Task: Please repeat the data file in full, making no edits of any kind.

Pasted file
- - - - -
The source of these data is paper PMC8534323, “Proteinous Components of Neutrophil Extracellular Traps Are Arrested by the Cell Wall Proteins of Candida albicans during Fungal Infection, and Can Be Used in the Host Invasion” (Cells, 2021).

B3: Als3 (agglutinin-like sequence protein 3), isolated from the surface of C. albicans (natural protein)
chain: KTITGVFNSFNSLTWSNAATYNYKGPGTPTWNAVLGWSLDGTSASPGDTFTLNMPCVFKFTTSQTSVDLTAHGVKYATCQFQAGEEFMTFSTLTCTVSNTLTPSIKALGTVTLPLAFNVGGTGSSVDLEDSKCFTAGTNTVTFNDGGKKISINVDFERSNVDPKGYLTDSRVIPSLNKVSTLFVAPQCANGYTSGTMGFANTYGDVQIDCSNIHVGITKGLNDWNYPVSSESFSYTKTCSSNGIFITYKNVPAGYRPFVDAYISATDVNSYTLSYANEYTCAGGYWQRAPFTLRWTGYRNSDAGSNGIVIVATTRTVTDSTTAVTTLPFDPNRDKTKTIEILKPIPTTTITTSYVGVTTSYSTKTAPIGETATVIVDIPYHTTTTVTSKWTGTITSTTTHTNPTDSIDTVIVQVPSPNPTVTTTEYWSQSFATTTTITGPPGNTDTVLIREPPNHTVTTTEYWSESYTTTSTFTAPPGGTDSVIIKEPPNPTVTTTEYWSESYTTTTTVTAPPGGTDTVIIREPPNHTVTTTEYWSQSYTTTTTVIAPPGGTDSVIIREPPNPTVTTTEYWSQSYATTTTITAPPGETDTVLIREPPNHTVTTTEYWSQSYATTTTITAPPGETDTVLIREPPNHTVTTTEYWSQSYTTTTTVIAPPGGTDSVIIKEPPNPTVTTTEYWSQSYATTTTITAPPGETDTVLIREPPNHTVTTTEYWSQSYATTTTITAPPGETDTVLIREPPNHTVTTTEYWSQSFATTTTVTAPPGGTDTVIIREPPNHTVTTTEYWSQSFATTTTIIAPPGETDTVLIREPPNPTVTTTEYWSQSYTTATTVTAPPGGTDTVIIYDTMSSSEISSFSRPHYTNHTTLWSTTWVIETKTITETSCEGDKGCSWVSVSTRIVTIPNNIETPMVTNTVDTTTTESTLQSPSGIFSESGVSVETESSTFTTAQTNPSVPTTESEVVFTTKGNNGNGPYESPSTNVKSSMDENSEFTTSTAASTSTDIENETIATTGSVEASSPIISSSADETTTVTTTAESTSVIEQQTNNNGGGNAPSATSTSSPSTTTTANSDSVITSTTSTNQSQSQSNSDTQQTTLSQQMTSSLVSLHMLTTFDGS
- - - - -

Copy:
The source of these data is paper PMC8534323, “Proteinous Components of Neutrophil Extracellular Traps Are Arrested by the Cell Wall Proteins of Candida albicans during Fungal Infection, and Can Be Used in the Host Invasion” (Cells, 2021).

B3: Als3 (agglutinin-like sequence protein 3), isolated from the surface of C. albicans (natural protein)
chain: KTITGVFNSFNSLTWSNAATYNYKGPGTPTWNAVLGWSLDGTSASPGDTFTLNMPCVFKFTTSQTSVDLTAHGVKYATCQFQAGEEFMTFSTLTCTVSNTLTPSIKALGTVTLPLAFNVGGTGSSVDLEDSKCFTAGTNTVTFNDGGKKISINVDFERSNVDPKGYLTDSRVIPSLNKVSTLFVAPQCANGYTSGTMGFANTYGDVQIDCSNIHVGITKGLNDWNYPVSSESFSYTKTCSSNGIFITYKNVPAGYRPFVDAYISATDVNSYTLSYANEYTCAGGYWQRAPFTLRWTGYRNSDAGSNGIVIVATTRTVTDSTTAVTTLPFDPNRDKTKTIEILKPIPTTTITTSYVGVTTSYSTKTAPIGETATVIVDIPYHTTTTVTSKWTGTITSTTTHTNPTDSIDTVIVQVPSPNPTVTTTEYWSQSFATTTTITGPPGNTDTVLIREPPNHTVTTTEYWSESYTTTSTFTAPPGGTDSVIIKEPPNPTVTTTEYWSESYTTTTTVTAPPGGTDTVIIREPPNHTVTTTEYWSQSYTTTTTVIAPPGGTDSVIIREPPNPTVTTTEYWSQSYATTTTITAPPGETDTVLIREPPNHTVTTTEYWSQSYATTTTITAPPGETDTVLIREPPNHTVTTTEYWSQSYTTTTTVIAPPGGTDSVIIKEPPNPTVTTTEYWSQSYATTTTITAPPGETDTVLIREPPNHTVTTTEYWSQSYATTTTITAPPGETDTVLIREPPNHTVTTTEYWSQSFATTTTVTAPPGGTDTVIIREPPNHTVTTTEYWSQSFATTTTIIAPPGETDTVLIREPPNPTVTTTEYWSQSYTTATTVTAPPGGTDTVIIYDTMSSSEISSFSRPHYTNHTTLWSTTWVIETKTITETSCEGDKGCSWVSVSTRIVTIPNNIETPMVTNTVDTTTTESTLQSPSGIFSESGVSVETESSTFTTAQTNPSVPTTESEVVFTTKGNNGNGPYESPSTNVKSSMDENSEFTTSTAASTSTDIENETIATTGSVEASSPIISSSADETTTVTTTAESTSVIEQQTNNNGGGNAPSATSTSSPSTTTTANSDSVITSTTSTNQSQSQSNSDTQQTTLSQQMTSSLVSLHMLTTFDGS